In the 1980s the Internal Revenue Service underwent a controversial rebirthing. Turning away from its paper-laden, human-eye examiners, it looked to become a more automated, “noncompliance-seeking” (read: for-profit) outfit. The process, termed “the Initiative”, serves as the backdrop of Dave Foster Wallace’s self-described nonfictional memoir, The Pale King.
It’s also a fitting case study of why we need data journalists and good data designers.
According to DFW, the system-wide restructuring of the IRS was, obviously, massive. It affected every American and held great repercussions for business and the role of the state. But as Wallace reports, the Initiative was never investigated deeply by journalists.
Why? Despite the Initiative’s far-reaching impact, the actual material recounting the IRS’ changes was never read. But not because an extensive public record wasn’t available (it was). Rather the written proceedings, in their mountains burocratese, were so utterly mind-numbingly boring that no one could bear plowing through them. The public record was solid rock.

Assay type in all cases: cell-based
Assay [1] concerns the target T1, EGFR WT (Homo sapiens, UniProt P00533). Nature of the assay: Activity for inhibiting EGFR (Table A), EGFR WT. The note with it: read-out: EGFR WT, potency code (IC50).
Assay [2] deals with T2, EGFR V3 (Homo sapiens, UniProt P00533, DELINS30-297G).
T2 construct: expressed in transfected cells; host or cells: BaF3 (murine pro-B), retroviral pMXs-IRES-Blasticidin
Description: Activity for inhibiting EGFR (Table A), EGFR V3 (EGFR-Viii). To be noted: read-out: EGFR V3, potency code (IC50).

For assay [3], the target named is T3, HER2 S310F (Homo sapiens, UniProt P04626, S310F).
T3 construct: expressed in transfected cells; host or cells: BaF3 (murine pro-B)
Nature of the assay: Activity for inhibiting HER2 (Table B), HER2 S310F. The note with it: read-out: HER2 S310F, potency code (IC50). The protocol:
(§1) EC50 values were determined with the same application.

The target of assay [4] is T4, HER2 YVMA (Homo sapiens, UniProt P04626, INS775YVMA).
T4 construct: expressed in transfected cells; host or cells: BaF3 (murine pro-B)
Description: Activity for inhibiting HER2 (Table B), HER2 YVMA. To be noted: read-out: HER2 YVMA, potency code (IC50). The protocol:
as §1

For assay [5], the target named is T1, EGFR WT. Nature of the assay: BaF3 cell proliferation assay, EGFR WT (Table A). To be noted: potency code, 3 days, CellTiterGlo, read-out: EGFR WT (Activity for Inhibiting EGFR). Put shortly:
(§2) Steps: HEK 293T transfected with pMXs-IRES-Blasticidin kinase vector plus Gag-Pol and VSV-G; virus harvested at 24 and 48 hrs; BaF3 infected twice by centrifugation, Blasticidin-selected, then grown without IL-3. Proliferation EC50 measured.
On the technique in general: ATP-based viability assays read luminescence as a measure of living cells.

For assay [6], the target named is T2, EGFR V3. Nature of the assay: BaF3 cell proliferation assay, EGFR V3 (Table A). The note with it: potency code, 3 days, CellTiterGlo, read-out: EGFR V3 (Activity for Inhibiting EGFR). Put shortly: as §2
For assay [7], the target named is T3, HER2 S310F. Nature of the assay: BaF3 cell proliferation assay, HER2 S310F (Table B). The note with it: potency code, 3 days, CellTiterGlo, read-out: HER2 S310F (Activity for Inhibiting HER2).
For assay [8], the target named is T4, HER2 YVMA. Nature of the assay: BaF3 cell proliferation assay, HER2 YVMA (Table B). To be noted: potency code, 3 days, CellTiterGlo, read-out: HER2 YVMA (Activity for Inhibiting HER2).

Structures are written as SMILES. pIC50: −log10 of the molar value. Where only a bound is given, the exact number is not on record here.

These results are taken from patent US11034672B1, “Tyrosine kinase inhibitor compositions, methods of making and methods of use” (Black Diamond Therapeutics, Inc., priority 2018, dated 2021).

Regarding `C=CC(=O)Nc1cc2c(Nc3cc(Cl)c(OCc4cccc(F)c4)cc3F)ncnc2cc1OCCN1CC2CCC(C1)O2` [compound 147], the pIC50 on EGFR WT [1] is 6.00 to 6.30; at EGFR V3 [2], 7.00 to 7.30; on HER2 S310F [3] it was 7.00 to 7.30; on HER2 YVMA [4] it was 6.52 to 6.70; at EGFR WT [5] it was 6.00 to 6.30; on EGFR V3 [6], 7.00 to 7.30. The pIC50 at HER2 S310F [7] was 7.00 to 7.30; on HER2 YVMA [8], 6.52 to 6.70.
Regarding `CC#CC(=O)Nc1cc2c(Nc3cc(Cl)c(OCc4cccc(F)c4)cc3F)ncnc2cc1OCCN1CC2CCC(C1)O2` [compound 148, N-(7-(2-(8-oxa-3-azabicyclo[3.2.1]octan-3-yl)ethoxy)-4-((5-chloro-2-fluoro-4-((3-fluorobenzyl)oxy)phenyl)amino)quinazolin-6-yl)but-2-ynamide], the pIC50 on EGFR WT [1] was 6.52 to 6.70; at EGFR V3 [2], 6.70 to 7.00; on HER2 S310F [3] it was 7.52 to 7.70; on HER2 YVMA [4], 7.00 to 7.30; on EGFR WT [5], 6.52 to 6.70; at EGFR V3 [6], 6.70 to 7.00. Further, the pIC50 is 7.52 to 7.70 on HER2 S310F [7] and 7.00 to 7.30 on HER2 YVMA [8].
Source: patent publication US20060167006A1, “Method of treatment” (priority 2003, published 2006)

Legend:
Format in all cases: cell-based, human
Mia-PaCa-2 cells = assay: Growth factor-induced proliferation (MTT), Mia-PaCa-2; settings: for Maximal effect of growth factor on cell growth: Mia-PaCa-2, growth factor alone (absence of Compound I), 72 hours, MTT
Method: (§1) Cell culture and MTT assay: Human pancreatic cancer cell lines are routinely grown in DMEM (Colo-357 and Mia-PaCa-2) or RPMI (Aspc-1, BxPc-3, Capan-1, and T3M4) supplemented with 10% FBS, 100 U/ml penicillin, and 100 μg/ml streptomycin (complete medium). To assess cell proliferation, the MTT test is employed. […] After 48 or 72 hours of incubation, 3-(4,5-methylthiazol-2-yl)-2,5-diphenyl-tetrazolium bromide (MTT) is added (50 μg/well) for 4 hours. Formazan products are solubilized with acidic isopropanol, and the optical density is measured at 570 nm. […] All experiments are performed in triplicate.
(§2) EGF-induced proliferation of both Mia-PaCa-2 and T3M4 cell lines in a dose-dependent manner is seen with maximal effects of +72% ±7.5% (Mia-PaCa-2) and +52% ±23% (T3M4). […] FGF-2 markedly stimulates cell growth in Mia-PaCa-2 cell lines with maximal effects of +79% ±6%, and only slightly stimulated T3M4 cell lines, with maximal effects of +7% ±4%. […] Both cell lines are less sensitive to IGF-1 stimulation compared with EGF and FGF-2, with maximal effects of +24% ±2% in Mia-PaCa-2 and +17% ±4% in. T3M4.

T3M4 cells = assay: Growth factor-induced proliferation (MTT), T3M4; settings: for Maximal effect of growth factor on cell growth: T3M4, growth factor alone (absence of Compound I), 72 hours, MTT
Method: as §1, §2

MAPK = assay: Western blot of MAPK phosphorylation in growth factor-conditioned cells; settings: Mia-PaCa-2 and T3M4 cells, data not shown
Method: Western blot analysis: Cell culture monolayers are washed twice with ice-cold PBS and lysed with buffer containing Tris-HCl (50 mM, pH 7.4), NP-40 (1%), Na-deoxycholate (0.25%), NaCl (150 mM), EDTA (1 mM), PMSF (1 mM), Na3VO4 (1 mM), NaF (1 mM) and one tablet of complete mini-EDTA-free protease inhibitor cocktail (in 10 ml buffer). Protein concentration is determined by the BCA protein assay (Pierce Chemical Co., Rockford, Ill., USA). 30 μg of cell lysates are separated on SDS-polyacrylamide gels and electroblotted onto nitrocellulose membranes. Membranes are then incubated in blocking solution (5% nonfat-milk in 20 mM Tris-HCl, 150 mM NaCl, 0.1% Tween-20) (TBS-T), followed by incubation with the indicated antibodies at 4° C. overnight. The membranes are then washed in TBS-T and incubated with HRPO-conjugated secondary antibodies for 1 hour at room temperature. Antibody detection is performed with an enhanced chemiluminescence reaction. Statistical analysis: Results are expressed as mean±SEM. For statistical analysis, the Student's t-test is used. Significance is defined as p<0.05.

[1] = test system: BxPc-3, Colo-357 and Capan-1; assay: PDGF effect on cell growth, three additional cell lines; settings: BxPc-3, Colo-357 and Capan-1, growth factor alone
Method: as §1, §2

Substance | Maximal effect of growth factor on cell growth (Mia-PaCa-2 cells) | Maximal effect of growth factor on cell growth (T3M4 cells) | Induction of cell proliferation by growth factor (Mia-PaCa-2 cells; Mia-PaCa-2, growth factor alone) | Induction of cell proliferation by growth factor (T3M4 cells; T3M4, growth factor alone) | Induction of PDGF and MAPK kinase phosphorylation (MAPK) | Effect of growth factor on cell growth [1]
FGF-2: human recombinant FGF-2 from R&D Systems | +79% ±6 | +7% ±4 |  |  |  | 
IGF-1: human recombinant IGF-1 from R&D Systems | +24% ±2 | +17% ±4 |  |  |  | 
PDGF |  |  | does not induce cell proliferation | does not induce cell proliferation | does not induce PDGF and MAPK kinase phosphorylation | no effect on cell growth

…one of the GS-11 Chalk Leaders in our Rote Exam group, a man of no small intuition and sensitivity, proposed an analogy between the public records surrounding the Initiative and the giant solid-gold Buddha statues that flanked certain temples in ancient Khmer. These priceless statues, never guarded or secured, were safe from theft not despite but because of their value—they were too huge and heavy to move.
This is a brilliant insight. As DFW argues, we shouldn’t underestimate government’s reliance on this very strategy, the intentional opacity of the public record to discourage journalistic investigation. Secrecy invites curiosity and scandal — yet monumental dullness will pass unexamined.
It’s striking how relevant this chapter is to the world of open data and journalism today. More and more data is being created and released. More and more journalists are expected to have data literacy. But without tools that support sensemaking and parse databases, the public record will remain unyielding and under-reported.
 Footnote HT to DFW. Mid-book, he slips in an author’s forward that counters the boilerplate disclaimer publishers are legally obliged to include: “all characters and events in this book are fictitious”. Instead, Wallace asserts that nearly all of the book’s content is true, documented from his year in exile at an IRS examination center in the Midwest. You get in a nice tangle trying to sort whether his statements about the book’s authenticity, which occur after the disclaimer, are in fact subject to the blanket disclaimer about everything in the book being fiction. And so on. “Believe nothing, O monks, merely because you have been told it,” says Buddha.